September 13, 2007 in Idaho

New chief in town

By The Spokesman-Review
Jesse Tinsley photo

Incoming Coeur d’Alene Police Chief Wayne Longo greets Fire Chief Kenny Gabriel at Coeur d’Alene City Hall on Wednesday.
(Full-size photo)

Wayne Longo

Age: 54

Personal: Born and raised in Long Island, N.Y. Lives in Coeur d’Alene. Married to Ginny Longo for 28 years. Two grown children, Chad and Megan.

Professional: 2002 to present, captain with Idaho State Police, patrol commander for Region 1,1984 to 2002, Region 1 Investigations Commander for ISP, 1976 to 1984, ISP detective.

Education: Associates of applied science degree from Suffolk (New York) County Community College; bachelor of science degree in Administration of Criminal Justice, Buffalo State College; master of public administration degree, University of Idaho.

Awards and recognition: Idaho State Police Medal of Valor, ISP Distinguished Achievement Award, Award of Merit from then-Gov. James Risch

Hobbies: Running and fishing

Community involvement: Boys and Girls Club, Coeur d’Alene Chamber of Commerce, Citizens Council for the Arts, United Way, Coeur d’Alene Marathon volunteer, Kootenai County Substance Abuse Council

Wayne Longo will wear his Idaho State Police uniform through the end of the week, but they were already calling him chief Wednesday evening at a public meeting.

Longo, whose new job as Coeur d’Alene’s police chief begins Monday, answered questions from residents concerned about everything from gangs to drugs to violent crime. He talked about confronting those problems head on.

“The best testament to law enforcement is the absence of crime,” Longo said, “not the number of people we throw in jail.”

About 25 citizens, politicians, City Council candidates and city employees attended the community meeting, billed as a chance for residents to weigh in on a recent assessment of the Police Department and meet the new chief.

Longo, 54, replaces retiring Chief Wendy Carpenter, who worked her way through the ranks of the department in a 30-year career. She started as a meter reader and was promoted to chief four years ago.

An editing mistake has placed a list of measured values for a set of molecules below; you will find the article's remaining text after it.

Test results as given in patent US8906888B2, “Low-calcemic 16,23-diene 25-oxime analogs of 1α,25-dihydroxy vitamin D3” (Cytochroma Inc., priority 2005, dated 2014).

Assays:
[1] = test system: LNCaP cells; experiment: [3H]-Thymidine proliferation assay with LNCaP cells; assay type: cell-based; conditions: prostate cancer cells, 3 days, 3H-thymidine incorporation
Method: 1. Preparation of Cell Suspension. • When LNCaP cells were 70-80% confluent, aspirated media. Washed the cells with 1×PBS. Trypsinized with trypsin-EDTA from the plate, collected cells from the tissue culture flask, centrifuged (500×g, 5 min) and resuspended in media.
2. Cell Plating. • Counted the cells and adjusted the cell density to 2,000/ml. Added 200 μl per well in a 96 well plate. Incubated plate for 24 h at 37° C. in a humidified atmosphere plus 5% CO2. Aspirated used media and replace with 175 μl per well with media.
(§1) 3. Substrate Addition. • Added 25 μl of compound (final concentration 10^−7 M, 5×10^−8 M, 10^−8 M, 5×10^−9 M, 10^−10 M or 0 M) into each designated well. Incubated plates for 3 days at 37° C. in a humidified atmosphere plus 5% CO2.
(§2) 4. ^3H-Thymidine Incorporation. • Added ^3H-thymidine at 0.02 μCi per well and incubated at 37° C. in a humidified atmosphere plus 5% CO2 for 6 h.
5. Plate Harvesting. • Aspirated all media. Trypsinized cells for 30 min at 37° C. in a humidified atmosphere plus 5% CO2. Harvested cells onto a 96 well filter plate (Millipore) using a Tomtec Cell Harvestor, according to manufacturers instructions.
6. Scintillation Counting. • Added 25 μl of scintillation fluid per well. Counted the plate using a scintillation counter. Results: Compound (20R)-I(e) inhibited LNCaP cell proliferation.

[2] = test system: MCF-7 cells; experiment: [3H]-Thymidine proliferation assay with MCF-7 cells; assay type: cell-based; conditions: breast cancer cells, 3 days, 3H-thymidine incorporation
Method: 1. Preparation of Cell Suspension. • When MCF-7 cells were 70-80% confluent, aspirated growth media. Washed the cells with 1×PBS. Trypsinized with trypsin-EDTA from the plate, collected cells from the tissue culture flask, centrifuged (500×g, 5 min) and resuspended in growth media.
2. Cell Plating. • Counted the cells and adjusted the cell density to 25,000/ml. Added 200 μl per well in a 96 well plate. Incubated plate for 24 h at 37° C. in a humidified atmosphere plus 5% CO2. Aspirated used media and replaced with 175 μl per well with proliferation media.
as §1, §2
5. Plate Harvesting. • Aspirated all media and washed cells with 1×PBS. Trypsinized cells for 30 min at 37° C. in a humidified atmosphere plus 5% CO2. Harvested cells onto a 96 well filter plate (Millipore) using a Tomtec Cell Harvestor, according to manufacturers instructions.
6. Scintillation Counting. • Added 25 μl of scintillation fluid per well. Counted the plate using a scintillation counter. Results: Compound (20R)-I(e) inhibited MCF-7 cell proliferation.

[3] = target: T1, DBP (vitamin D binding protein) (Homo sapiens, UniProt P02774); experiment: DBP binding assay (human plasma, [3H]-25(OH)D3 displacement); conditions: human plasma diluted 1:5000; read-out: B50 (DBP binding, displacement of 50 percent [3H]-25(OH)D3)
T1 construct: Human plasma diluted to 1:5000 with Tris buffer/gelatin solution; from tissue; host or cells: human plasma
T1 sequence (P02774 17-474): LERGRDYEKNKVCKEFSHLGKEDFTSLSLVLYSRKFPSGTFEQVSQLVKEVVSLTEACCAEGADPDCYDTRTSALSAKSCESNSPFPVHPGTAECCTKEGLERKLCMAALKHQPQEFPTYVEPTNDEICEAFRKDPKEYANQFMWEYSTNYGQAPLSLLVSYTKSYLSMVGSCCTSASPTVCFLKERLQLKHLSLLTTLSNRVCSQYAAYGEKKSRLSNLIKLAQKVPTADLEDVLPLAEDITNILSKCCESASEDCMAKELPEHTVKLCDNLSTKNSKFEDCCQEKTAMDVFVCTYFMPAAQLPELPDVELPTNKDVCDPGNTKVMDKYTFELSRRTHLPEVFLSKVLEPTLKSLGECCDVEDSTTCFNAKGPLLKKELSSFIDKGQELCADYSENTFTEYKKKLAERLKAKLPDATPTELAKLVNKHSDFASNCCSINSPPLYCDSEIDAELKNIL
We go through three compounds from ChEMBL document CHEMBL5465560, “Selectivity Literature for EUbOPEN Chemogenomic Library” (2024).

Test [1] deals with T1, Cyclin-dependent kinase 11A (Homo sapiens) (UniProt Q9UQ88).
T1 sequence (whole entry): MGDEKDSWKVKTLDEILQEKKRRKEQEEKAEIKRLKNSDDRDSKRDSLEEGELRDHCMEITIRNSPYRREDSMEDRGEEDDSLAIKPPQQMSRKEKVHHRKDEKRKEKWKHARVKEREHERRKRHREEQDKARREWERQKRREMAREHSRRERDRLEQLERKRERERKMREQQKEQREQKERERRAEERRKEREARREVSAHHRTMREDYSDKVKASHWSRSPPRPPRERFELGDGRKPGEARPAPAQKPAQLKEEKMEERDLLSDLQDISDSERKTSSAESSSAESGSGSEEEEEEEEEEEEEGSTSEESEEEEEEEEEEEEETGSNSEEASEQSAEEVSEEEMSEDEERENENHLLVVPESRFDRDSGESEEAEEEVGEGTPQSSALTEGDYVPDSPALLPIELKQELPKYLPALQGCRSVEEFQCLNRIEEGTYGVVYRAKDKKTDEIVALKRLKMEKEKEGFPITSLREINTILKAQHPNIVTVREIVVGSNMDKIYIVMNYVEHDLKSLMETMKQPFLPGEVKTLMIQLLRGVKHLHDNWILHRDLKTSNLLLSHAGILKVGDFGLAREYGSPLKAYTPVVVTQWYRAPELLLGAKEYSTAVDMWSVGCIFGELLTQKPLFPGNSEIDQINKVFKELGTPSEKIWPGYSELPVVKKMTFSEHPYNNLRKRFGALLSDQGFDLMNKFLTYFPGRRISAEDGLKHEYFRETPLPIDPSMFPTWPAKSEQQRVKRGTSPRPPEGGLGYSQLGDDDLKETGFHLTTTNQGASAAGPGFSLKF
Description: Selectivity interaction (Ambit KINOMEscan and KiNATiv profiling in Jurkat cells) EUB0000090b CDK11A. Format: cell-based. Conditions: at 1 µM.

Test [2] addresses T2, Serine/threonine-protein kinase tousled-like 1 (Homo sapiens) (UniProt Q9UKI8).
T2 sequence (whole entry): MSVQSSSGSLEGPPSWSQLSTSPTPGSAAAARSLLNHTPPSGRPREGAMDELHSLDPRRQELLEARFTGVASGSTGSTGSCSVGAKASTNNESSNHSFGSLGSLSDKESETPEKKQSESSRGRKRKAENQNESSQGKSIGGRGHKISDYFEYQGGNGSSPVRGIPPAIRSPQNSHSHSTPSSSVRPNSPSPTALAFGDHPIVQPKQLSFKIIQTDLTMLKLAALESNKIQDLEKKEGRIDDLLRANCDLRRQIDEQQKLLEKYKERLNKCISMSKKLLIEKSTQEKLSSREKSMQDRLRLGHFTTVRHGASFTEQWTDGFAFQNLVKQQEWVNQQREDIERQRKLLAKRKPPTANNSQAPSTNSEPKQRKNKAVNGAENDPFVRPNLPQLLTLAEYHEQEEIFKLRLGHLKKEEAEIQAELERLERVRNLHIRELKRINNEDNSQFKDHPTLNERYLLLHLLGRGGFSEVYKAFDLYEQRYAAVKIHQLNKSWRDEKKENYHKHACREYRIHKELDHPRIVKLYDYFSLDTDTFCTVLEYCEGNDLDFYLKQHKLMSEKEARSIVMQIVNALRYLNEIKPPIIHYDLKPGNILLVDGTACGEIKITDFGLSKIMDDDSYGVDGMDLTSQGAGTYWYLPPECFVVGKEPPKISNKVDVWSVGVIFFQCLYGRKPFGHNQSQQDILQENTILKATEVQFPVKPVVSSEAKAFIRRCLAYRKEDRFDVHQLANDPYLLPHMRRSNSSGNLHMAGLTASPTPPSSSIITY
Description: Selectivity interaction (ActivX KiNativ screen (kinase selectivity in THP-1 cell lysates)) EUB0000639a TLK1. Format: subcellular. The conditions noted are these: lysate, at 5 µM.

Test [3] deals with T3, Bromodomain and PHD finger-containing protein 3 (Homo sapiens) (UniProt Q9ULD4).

Carpenter said it will be an easy transition to chief for Longo, who oversees the patrol operations in Idaho’s five northern counties and is well-known in the community.

Longo said he enjoyed spending time out of the office, patrolling highways and responding to accidents when extra help was needed.

“If there’s nobody available and I’m sitting at my desk, shame on me if I don’t say, ‘I’m available. I’ll go,’ ” Longo said in a recent interview.

Carpenter said Longo may find it a little more challenging to spend as much time in the field as police chief, supervising a staff of 85.

“There are times you have to sit in the chair,” she said.

Longo said one of his first priorities will be to meet with every employee, hopefully within his first month on the job. He said he’s not starting work with the idea of making drastic changes.

Instead, he wants to hear what the community and police employees say needs to be changed.

“I’m not a person who’s going to fix something that’s not broken,” he said.

At Wednesday’s meeting, Longo listened as residents told him what’s right with the department and what needs improvement.

Frank Gabriel suggested the city add more motorcycle units to respond to emergencies faster as the streets grow congested.

Dorothy Metz had concerns about gangs.

“What are (the police) going to do about the gangs?” she asked. “We don’t need that kind of thing here.”

Longo said he wants the city to remain proactive with school resource officers in local schools. The city needs to commit to enough officers in the schools as the town and school district grow, he said.

Carpenter and Longo said maintaining the level of service the community expects as Coeur d’Alene grows is one of the biggest issues facing the department.

A New York native, Longo began his career with the Idaho State Police in 1976. He soon was transferred to Coeur d’Alene, where he has since lived.

He is married with two grown children.

Though he’s had opportunities to advance in his career with the state police, Longo said he turned down promotions to stay here because of the quality of life in North Idaho.

He planned to work for the state police until retirement, but then Carpenter announced her retirement. Longo was chosen from dozens of candidates nationwide.

With a 3 percent raise scheduled for October, Longo will earn about $85,000 a year.

As excited as he is to begin the new job, Longo said he’s sad to leave the state police. He has slowly packed his office, carting out belongings when no one else is around.

“It’s tough for me to walk past my staff,” he said.

“It’s hard leaving people you worked with forever.”

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